April 29, 2021

Data Privacy on Websites

Breaches in online security have become an important yet “touchy” subject as the world fully embraces the digital age.  Users are often hesitant on clicking anything or interacting with your website, fearing that it might trigger unwelcome security risks. With news surfacing about social media platforms, messaging apps, and websites using personal data for ad targeting, political purposes, and other activities without explicit consent from users, regulations have been enacted to make sure that users have control over what kind of information they want to share over the internet and know what is being done with such information. 

For budding businesses, data privacy in their website has become one of the primary concerns and considerations when setting up shop online. You may be excited to propel your website to new heights. But to make sure that you’re not breaking any laws and regulations, let’s talk about how your website can better protect your users’ data.


Each country and region has their own set of data privacy laws. These have various levels of strictness and flexibility when it comes to regulating websites who process information and data from its users.

You can try to research the ones that will apply for your website, but there is one law that will always come up once you start: the General Data Protection Regulation (GDPR) of the European Union (EU). 

What is General Data Protection Regulation?

In a nutshell, the GDPR is a set of data regulation and protection rules passed by the EU to give individuals more control over how their personal data are collected, used, and protected online. Under the GDPR, it is the legal responsibility of the website owners and operators to make sure that personal data is collected and processed lawfully.

Within the scope of the GDPR, websites accessed within the EU are required to uphold its standards. If your business/company operates outside of the EU, you would assume that this would not apply to you. However, if you process personal data of EU citizens or residents (or plan to do so), or you plan to offer products and services to them, then this will apply to you as well.

As a general rule, if you are compliant with the requirements of the GDPR, you will (by default) end up complying with most privacy laws around the world. So how do you make sure you comply with the rules within the GDPR?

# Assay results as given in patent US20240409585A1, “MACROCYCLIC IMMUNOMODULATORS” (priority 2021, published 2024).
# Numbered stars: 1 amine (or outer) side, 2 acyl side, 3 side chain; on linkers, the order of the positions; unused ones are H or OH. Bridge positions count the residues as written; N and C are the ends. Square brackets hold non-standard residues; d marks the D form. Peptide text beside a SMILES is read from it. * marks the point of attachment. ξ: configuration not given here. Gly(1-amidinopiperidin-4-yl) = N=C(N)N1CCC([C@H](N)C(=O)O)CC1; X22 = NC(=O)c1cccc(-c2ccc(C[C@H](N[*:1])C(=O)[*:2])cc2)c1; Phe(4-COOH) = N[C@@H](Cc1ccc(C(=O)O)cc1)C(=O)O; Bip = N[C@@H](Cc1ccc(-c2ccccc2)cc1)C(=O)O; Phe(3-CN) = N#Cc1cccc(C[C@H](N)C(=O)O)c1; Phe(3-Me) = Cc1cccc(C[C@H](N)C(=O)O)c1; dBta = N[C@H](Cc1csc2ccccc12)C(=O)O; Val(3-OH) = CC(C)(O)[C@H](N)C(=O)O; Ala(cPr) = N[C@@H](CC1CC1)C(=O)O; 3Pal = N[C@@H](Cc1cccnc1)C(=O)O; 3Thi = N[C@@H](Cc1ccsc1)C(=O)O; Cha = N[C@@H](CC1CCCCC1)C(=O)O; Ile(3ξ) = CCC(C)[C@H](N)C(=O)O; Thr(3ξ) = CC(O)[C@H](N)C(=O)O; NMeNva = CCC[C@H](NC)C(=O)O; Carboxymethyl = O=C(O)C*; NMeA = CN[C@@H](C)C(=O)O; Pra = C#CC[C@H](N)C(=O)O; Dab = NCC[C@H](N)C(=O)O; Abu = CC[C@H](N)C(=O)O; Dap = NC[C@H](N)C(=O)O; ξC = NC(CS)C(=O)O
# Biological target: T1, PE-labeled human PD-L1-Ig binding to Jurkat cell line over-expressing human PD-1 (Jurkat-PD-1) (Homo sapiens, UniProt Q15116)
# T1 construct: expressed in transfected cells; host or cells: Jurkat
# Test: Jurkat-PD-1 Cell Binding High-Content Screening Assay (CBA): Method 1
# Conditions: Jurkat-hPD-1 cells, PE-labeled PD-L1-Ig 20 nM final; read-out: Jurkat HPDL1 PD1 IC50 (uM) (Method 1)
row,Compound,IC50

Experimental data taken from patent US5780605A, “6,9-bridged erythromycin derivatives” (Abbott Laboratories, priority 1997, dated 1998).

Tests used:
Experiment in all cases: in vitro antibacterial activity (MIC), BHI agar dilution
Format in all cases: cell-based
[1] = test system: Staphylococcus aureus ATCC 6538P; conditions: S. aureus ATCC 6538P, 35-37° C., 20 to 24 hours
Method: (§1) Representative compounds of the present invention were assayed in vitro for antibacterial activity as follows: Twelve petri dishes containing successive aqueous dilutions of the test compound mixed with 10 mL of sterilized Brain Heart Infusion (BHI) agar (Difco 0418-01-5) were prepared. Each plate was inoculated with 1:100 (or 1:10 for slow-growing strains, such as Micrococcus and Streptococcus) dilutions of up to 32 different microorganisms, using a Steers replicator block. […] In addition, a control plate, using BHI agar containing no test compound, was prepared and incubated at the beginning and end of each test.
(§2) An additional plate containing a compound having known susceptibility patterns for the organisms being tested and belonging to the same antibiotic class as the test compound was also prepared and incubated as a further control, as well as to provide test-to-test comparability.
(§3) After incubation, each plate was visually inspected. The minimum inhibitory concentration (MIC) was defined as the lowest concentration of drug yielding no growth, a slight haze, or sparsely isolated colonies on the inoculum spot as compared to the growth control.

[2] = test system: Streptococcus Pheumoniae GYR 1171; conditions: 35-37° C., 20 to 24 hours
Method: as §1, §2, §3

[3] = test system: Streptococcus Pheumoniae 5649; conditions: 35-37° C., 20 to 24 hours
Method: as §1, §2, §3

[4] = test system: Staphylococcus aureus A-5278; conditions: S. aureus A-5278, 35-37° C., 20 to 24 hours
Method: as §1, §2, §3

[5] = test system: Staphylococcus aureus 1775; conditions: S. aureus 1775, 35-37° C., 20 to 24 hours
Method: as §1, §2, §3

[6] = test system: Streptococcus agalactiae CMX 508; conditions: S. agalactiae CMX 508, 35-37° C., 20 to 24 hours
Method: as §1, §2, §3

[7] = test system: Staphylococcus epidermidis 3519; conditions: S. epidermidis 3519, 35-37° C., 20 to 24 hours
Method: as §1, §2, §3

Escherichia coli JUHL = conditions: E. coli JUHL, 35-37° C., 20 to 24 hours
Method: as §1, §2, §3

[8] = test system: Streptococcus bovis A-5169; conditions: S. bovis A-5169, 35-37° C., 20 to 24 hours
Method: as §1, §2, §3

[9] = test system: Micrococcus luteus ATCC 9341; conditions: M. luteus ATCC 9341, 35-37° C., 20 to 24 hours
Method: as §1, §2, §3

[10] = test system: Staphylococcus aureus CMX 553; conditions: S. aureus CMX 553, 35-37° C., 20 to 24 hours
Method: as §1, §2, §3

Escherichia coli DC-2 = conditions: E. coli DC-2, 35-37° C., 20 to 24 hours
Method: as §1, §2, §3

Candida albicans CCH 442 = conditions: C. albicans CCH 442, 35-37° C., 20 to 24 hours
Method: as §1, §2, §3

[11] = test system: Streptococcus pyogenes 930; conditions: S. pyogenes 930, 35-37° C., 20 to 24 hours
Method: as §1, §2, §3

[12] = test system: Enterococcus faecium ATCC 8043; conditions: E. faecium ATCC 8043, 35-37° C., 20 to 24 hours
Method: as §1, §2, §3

Following the measures set within the GDPR requires setting up a Privacy Policy and a Cookie Policy for your website. 

You’ve probably seen these in countless websites already, especially since these appear as pop-ups that often prevent users from completely accessing the freshly-loaded website. Although they may seem annoying, having them ensures your users’ data is protected and the website is GDPR-compliant. Let’s take a look at each policy and how you can set up one for your website:

Privacy Policy

Whether you’re asking for general customer information such as their names or more sensitive ones like family information, you should inform the users of your website about what you are going to do with the data they provide. You can do this in the form of a Privacy Policy set within your website. 

A Privacy Policy is a statement or agreement that specifies if a website collects personal data from its customers and visitors, what kind of personal data that website will collect, and what the website will do with such data. It explicitly describes whether that information is kept confidential, or is shared with or sold to third parties.

Some of the personal data about your users and visitors that your website will collect may include the following:

  • First and last name
  • Age
  • Sex and gender
  • Email Address
  • Billing and shipping address
  • Credit card information

Online resources are available where you can generate a Privacy Policy for your website. Just keep in mind that your Privacy Policy must be GDPR-compliant.